The Yankees’ 2022 season through all of its ups and downs has certainly given us plenty to talk about. There has been more than one head-scratching move in recent memory, and it is very easy to assume a position of everything is wrong, and wholesale changes are a must when nothing is quite that simple.
The harder reality is that even certain moves that looked like slam-dunks at the time also delivered questionable results at best, and no case better represents that than the acquisition of Josh Donaldson.
This front office certainly made moves that were questioned when they happened, and the outcome was virtually exactly of what most feared. Take the acquisition of Isiah-Kiner Falefa to be the team’s everyday shortstop, when there were clearly many better options on the market, even if the team didn’t want to hand out a 10-year deal for one of the top free-agent shortstops, which can be debated in its own right.
For as much as his defense was praised, rightfully or not, IKF’s hitting was enough of a liability in the postseason that he came as far as being benched in crucial games. For the most part, that went exactly as expected, but that wasn’t the case for every move made ahead of this season, and with that, we turn our attention to Josh Donaldson.
The former AL MVP was acquired via trade in the offseason, and although it was generally well understood that he wasn’t the same hitter from his Toronto days, Donaldson was still one of the better hitting third-basemen in the sport. From 2019 through 2021, Josh Donaldson had a .865 OPS and 69 bombs in 1087 at-bats.
Donaldson in his form at the time of the trade was the exact type of player the Yankees needed to compliment a lineup headlined by Aaron Judge, and clearly a significant improvement over Gio Urshela.
Between his $21 million salary, and the Yankees’ willingness to not ask for money to offset it, Cashman was able to negotiate a deal that didn’t have the Yanks giving up too much for a player on a somewhat reasonable salary for the production he was delivering, and without a huge long-term commitment. Gio Urshela and Gary Sánchez were players the Yankees were ready to move on from.
Now, the most negativist of prognosticators could have looked at this trade as a possible handicap for the Yankees to bring in a top shortstop, especially when it was clear that the deal from the Twins standpoint served to clear up room to sign Carlos Correa, but the likely reality is that the Yankees were not signing one of those names and chose to do this trade, not that this deal blocked them from being more aggressive on the market.
Here we are at the end of the year, and it is abundantly clear that Josh Donaldson had a steeper decline than anyone saw it coming. The Yankees’ third baseman had the worst hitting line of his career and was significantly outplayed at the plate by Urshela. Urshela had a 119 wRC+, while Josh Donaldson’s was 97.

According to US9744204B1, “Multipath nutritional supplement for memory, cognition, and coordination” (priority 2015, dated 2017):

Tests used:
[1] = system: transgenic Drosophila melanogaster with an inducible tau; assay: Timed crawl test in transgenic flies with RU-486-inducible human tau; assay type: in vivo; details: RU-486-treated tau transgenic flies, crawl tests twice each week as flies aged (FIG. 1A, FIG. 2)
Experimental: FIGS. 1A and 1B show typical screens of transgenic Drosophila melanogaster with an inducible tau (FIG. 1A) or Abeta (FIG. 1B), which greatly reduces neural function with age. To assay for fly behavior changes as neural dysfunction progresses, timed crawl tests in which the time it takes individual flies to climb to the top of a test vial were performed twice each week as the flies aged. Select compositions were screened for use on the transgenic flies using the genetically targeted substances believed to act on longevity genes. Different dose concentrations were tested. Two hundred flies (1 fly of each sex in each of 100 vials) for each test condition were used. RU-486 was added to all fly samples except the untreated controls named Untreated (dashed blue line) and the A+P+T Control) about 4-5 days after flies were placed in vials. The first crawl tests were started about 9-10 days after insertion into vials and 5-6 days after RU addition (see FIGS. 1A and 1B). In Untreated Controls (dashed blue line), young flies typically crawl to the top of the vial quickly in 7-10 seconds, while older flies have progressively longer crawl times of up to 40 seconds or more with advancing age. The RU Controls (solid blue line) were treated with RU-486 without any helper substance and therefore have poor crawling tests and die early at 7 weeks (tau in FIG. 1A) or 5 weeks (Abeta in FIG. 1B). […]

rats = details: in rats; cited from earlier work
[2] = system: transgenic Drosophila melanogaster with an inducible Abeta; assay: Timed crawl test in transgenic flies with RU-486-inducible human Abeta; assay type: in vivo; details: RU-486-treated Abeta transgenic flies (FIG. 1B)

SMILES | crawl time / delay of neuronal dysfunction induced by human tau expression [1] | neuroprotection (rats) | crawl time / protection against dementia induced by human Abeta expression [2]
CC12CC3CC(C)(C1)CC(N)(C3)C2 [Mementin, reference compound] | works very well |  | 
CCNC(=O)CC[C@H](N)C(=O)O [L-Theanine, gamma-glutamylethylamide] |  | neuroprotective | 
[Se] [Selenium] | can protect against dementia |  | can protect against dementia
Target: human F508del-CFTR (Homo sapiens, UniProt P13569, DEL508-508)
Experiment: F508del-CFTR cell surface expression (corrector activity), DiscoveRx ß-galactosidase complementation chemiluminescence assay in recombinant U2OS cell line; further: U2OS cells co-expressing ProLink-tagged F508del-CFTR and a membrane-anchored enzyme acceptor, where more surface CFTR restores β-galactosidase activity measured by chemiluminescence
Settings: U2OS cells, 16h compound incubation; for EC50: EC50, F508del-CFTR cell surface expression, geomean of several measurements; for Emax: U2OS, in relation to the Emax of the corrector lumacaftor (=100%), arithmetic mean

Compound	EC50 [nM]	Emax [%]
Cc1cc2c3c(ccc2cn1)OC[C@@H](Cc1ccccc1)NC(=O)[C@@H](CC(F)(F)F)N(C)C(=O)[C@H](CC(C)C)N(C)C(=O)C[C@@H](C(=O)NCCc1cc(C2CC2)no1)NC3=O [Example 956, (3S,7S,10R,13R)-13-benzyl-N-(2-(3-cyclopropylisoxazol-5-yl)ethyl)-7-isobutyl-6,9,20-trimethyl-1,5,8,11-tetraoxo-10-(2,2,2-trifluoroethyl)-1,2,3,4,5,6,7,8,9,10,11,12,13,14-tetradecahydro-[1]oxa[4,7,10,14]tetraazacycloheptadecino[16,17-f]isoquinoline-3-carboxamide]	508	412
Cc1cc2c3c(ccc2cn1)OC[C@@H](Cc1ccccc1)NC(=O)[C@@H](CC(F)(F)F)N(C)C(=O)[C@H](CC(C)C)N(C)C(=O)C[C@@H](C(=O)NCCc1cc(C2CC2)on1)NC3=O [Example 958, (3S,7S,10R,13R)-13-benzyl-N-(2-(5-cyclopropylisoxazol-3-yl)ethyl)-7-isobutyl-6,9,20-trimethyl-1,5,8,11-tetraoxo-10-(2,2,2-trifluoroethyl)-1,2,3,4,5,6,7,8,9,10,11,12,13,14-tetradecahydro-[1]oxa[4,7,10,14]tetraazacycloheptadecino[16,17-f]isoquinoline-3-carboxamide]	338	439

In full disclosure, this serves more to illustrate how poor Donaldson was at the plate, and not necessarily to say that the Yankees would’ve been that much better off with Urshela. Donaldson was still far superior as a fielder, making up for much of the advantage that Urshela had with the bat.
Pinstripe Alley colleague Esteban Rivera, covered some of Donaldson’s struggles at the plate with a recent piece. Ultimately, hitters — even the great ones — don’t usually bounce back to their old ways after such a steep decline late in their careers, but it’s hard to give up on a player that was still very productive as late as 2021, and the Yankees may not have many better options.
The Yankees’ third baseman is still owed a little under $22 million for 2023, and with his performance at the plate, it is hard to imagine any team taking his contract without the Yankees eating up a significant chunk of it. By sitting in the 90th percentile in Outs Above Average at the hot corner Donaldson still was able to deliver positive value and was one of the reasons why this defense improved so much from last year, so there’s something in his game worth acquiring rather than looking at it as a straight up salary dump, but it’s still going to be a difficult roster spot to open up.
As hard as it may be to admit it, the Yankees might be better served looking to improve other areas like shortstop, for instance, and simply ride it out with another year of Josh Donaldson. Even if his 2022 form is the new Donaldson, his defense production makes it more reasonable to maintain him rather than eat up part of his contract only to move him for nothing, and be left with another hole to fill. There’s an entire offseason to sit through so we’ll see what Brian Cashman comes up with, but this is a case where things went south about as quickly as you could imagine.